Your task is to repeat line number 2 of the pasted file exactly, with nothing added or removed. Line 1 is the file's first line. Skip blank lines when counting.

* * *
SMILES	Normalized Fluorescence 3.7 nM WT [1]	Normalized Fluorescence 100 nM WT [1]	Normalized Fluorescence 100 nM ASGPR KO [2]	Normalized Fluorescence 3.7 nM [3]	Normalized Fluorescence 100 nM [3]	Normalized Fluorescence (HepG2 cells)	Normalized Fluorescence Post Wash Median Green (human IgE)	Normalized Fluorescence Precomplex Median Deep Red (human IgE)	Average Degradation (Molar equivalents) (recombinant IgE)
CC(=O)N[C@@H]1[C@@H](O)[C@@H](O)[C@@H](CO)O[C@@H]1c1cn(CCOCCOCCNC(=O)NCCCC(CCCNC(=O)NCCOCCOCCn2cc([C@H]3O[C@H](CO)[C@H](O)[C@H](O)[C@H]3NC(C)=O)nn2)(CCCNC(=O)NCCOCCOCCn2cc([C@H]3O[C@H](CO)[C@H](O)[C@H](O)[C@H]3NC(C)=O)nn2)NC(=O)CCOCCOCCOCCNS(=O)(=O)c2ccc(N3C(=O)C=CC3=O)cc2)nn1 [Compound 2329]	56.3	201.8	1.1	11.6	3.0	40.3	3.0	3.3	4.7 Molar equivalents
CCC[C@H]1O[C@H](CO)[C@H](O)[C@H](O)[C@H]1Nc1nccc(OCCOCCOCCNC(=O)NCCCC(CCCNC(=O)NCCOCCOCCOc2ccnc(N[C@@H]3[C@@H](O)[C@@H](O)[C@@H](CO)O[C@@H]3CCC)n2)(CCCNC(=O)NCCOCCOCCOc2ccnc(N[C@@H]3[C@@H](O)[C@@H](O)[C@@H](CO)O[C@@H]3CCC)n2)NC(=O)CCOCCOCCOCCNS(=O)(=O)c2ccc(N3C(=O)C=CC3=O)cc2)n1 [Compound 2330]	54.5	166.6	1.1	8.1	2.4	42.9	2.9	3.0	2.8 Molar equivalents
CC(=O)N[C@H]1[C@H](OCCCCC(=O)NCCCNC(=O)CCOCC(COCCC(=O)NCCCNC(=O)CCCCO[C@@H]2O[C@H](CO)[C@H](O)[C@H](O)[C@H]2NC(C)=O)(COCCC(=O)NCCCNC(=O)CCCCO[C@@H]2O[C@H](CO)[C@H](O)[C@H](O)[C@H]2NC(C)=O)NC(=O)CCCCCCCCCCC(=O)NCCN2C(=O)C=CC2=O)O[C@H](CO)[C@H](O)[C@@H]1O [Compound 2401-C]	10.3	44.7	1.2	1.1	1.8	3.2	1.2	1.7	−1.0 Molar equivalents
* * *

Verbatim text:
CC(=O)N[C@@H]1[C@@H](O)[C@@H](O)[C@@H](CO)O[C@@H]1c1cn(CCOCCOCCNC(=O)NCCCC(CCCNC(=O)NCCOCCOCCn2cc([C@H]3O[C@H](CO)[C@H](O)[C@H](O)[C@H]3NC(C)=O)nn2)(CCCNC(=O)NCCOCCOCCn2cc([C@H]3O[C@H](CO)[C@H](O)[C@H](O)[C@H]3NC(C)=O)nn2)NC(=O)CCOCCOCCOCCNS(=O)(=O)c2ccc(N3C(=O)C=CC3=O)cc2)nn1 [Compound 2329]	56.3	201.8	1.1	11.6	3.0	40.3	3.0	3.3	4.7 Molar equivalents